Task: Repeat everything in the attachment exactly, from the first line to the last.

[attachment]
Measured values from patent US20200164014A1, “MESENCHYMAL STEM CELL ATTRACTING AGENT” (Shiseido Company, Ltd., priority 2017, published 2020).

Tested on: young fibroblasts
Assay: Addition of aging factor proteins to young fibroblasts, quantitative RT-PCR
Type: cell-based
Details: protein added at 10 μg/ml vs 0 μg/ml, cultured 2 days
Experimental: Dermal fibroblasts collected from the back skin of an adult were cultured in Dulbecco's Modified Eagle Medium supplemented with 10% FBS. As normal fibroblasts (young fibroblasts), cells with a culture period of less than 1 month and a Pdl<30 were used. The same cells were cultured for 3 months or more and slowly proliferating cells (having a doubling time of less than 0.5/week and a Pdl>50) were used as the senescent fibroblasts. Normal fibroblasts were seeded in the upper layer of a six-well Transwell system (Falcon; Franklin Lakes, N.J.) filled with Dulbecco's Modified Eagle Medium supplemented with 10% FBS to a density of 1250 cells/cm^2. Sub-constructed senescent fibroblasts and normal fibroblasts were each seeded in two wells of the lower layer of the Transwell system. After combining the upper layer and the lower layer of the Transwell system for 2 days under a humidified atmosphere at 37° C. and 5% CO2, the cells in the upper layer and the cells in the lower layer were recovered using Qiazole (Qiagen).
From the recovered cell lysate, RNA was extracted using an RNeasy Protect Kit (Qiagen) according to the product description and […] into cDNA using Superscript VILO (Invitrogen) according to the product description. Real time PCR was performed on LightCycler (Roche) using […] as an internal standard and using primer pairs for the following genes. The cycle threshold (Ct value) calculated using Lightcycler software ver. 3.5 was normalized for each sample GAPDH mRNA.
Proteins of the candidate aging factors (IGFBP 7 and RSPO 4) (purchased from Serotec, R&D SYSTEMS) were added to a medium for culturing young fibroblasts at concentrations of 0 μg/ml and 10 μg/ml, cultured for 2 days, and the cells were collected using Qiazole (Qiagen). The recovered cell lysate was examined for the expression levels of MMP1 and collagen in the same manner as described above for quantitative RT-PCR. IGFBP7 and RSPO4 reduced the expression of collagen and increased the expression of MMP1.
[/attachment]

Measured values from patent US20200164014A1, “MESENCHYMAL STEM CELL ATTRACTING AGENT” (Shiseido Company, Ltd., priority 2017, published 2020).

Tested on: young fibroblasts
Assay: Addition of aging factor proteins to young fibroblasts, quantitative RT-PCR
Type: cell-based
Details: protein added at 10 μg/ml vs 0 μg/ml, cultured 2 days
Experimental: Dermal fibroblasts collected from the back skin of an adult were cultured in Dulbecco's Modified Eagle Medium supplemented with 10% FBS. As normal fibroblasts (young fibroblasts), cells with a culture period of less than 1 month and a Pdl<30 were used. The same cells were cultured for 3 months or more and slowly proliferating cells (having a doubling time of less than 0.5/week and a Pdl>50) were used as the senescent fibroblasts. Normal fibroblasts were seeded in the upper layer of a six-well Transwell system (Falcon; Franklin Lakes, N.J.) filled with Dulbecco's Modified Eagle Medium supplemented with 10% FBS to a density of 1250 cells/cm^2. Sub-constructed senescent fibroblasts and normal fibroblasts were each seeded in two wells of the lower layer of the Transwell system. After combining the upper layer and the lower layer of the Transwell system for 2 days under a humidified atmosphere at 37° C. and 5% CO2, the cells in the upper layer and the cells in the lower layer were recovered using Qiazole (Qiagen).
From the recovered cell lysate, RNA was extracted using an RNeasy Protect Kit (Qiagen) according to the product description and […] into cDNA using Superscript VILO (Invitrogen) according to the product description. Real time PCR was performed on LightCycler (Roche) using […] as an internal standard and using primer pairs for the following genes. The cycle threshold (Ct value) calculated using Lightcycler software ver. 3.5 was normalized for each sample GAPDH mRNA.
Proteins of the candidate aging factors (IGFBP 7 and RSPO 4) (purchased from Serotec, R&D SYSTEMS) were added to a medium for culturing young fibroblasts at concentrations of 0 μg/ml and 10 μg/ml, cultured for 2 days, and the cells were collected using Qiazole (Qiagen). The recovered cell lysate was examined for the expression levels of MMP1 and collagen in the same manner as described above for quantitative RT-PCR. IGFBP7 and RSPO4 reduced the expression of collagen and increased the expression of MMP1.